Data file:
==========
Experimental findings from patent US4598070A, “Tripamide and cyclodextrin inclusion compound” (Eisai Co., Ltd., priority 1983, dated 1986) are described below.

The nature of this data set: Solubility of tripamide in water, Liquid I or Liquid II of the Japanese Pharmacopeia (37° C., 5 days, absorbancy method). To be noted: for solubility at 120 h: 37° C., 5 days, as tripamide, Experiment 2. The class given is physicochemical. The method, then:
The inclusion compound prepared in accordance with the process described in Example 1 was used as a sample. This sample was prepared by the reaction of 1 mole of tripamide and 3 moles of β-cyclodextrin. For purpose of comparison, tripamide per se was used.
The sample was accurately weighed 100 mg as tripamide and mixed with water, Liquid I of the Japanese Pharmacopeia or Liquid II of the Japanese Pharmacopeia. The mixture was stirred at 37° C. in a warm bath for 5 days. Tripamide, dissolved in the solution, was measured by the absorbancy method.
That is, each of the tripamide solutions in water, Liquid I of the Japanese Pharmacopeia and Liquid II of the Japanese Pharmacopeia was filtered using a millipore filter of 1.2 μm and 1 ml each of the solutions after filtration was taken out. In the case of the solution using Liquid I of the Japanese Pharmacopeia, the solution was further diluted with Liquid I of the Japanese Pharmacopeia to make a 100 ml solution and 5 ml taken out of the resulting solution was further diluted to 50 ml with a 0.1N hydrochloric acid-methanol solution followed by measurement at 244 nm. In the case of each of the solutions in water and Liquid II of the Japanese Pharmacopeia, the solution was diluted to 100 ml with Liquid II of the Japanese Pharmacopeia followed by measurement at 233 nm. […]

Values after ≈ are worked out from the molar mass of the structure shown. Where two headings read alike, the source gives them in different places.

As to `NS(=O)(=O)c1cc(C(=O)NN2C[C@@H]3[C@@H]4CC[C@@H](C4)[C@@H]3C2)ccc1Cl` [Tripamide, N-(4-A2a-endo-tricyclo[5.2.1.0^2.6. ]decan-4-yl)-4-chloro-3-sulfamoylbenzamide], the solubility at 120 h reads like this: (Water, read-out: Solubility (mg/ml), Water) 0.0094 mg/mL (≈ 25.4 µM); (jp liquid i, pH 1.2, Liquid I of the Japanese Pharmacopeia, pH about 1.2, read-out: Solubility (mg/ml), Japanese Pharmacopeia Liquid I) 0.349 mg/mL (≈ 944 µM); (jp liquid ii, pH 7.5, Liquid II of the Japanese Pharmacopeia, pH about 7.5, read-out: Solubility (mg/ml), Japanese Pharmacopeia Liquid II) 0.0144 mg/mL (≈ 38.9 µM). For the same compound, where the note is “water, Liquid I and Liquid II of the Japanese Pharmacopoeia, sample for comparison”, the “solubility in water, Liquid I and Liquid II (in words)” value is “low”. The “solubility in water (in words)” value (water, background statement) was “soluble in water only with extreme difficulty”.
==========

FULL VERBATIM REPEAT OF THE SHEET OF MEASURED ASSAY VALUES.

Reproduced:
Experimental findings from patent US4598070A, “Tripamide and cyclodextrin inclusion compound” (Eisai Co., Ltd., priority 1983, dated 1986) are described below.

The nature of this data set: Solubility of tripamide in water, Liquid I or Liquid II of the Japanese Pharmacopeia (37° C., 5 days, absorbancy method). To be noted: for solubility at 120 h: 37° C., 5 days, as tripamide, Experiment 2. The class given is physicochemical. The method, then:
The inclusion compound prepared in accordance with the process described in Example 1 was used as a sample. This sample was prepared by the reaction of 1 mole of tripamide and 3 moles of β-cyclodextrin. For purpose of comparison, tripamide per se was used.
The sample was accurately weighed 100 mg as tripamide and mixed with water, Liquid I of the Japanese Pharmacopeia or Liquid II of the Japanese Pharmacopeia. The mixture was stirred at 37° C. in a warm bath for 5 days. Tripamide, dissolved in the solution, was measured by the absorbancy method.
That is, each of the tripamide solutions in water, Liquid I of the Japanese Pharmacopeia and Liquid II of the Japanese Pharmacopeia was filtered using a millipore filter of 1.2 μm and 1 ml each of the solutions after filtration was taken out. In the case of the solution using Liquid I of the Japanese Pharmacopeia, the solution was further diluted with Liquid I of the Japanese Pharmacopeia to make a 100 ml solution and 5 ml taken out of the resulting solution was further diluted to 50 ml with a 0.1N hydrochloric acid-methanol solution followed by measurement at 244 nm. In the case of each of the solutions in water and Liquid II of the Japanese Pharmacopeia, the solution was diluted to 100 ml with Liquid II of the Japanese Pharmacopeia followed by measurement at 233 nm. […]

Values after ≈ are worked out from the molar mass of the structure shown. Where two headings read alike, the source gives them in different places.

As to `NS(=O)(=O)c1cc(C(=O)NN2C[C@@H]3[C@@H]4CC[C@@H](C4)[C@@H]3C2)ccc1Cl` [Tripamide, N-(4-A2a-endo-tricyclo[5.2.1.0^2.6. ]decan-4-yl)-4-chloro-3-sulfamoylbenzamide], the solubility at 120 h reads like this: (Water, read-out: Solubility (mg/ml), Water) 0.0094 mg/mL (≈ 25.4 µM); (jp liquid i, pH 1.2, Liquid I of the Japanese Pharmacopeia, pH about 1.2, read-out: Solubility (mg/ml), Japanese Pharmacopeia Liquid I) 0.349 mg/mL (≈ 944 µM); (jp liquid ii, pH 7.5, Liquid II of the Japanese Pharmacopeia, pH about 7.5, read-out: Solubility (mg/ml), Japanese Pharmacopeia Liquid II) 0.0144 mg/mL (≈ 38.9 µM). For the same compound, where the note is “water, Liquid I and Liquid II of the Japanese Pharmacopoeia, sample for comparison”, the “solubility in water, Liquid I and Liquid II (in words)” value is “low”. The “solubility in water (in words)” value (water, background statement) was “soluble in water only with extreme difficulty”.